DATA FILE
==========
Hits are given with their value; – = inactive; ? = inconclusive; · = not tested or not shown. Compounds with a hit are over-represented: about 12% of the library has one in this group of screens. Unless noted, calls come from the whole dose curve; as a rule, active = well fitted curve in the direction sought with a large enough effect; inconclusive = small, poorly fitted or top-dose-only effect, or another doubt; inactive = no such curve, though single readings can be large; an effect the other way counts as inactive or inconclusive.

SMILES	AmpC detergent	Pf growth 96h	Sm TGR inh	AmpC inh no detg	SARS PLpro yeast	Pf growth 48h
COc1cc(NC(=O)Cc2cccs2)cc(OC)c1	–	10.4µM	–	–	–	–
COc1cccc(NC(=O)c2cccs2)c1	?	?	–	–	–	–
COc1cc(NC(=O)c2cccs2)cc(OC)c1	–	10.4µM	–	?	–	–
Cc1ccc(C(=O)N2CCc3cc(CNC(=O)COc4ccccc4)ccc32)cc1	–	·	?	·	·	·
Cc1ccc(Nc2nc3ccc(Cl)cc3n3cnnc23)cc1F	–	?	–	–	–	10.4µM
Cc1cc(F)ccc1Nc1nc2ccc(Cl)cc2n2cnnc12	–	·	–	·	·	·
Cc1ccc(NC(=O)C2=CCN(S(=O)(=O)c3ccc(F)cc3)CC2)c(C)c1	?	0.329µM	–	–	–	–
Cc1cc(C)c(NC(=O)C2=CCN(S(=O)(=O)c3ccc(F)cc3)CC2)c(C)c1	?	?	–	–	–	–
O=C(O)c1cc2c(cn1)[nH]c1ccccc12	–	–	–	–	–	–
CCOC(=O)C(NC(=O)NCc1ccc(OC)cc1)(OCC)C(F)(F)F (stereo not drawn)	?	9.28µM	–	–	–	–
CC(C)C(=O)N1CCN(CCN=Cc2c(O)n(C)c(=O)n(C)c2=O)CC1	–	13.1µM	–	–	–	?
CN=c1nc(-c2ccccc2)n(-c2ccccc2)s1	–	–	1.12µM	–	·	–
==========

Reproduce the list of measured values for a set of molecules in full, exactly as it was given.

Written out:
Hits are given with their value; – = inactive; ? = inconclusive; · = not tested or not shown. Compounds with a hit are over-represented: about 12% of the library has one in this group of screens. Unless noted, calls come from the whole dose curve; as a rule, active = well fitted curve in the direction sought with a large enough effect; inconclusive = small, poorly fitted or top-dose-only effect, or another doubt; inactive = no such curve, though single readings can be large; an effect the other way counts as inactive or inconclusive.

SMILES	AmpC detergent	Pf growth 96h	Sm TGR inh	AmpC inh no detg	SARS PLpro yeast	Pf growth 48h
COc1cc(NC(=O)Cc2cccs2)cc(OC)c1	–	10.4µM	–	–	–	–
COc1cccc(NC(=O)c2cccs2)c1	?	?	–	–	–	–
COc1cc(NC(=O)c2cccs2)cc(OC)c1	–	10.4µM	–	?	–	–
Cc1ccc(C(=O)N2CCc3cc(CNC(=O)COc4ccccc4)ccc32)cc1	–	·	?	·	·	·
Cc1ccc(Nc2nc3ccc(Cl)cc3n3cnnc23)cc1F	–	?	–	–	–	10.4µM
Cc1cc(F)ccc1Nc1nc2ccc(Cl)cc2n2cnnc12	–	·	–	·	·	·
Cc1ccc(NC(=O)C2=CCN(S(=O)(=O)c3ccc(F)cc3)CC2)c(C)c1	?	0.329µM	–	–	–	–
Cc1cc(C)c(NC(=O)C2=CCN(S(=O)(=O)c3ccc(F)cc3)CC2)c(C)c1	?	?	–	–	–	–
O=C(O)c1cc2c(cn1)[nH]c1ccccc12	–	–	–	–	–	–
CCOC(=O)C(NC(=O)NCc1ccc(OC)cc1)(OCC)C(F)(F)F (stereo not drawn)	?	9.28µM	–	–	–	–
CC(C)C(=O)N1CCN(CCN=Cc2c(O)n(C)c(=O)n(C)c2=O)CC1	–	13.1µM	–	–	–	?
CN=c1nc(-c2ccccc2)n(-c2ccccc2)s1	–	–	1.12µM	–	·	–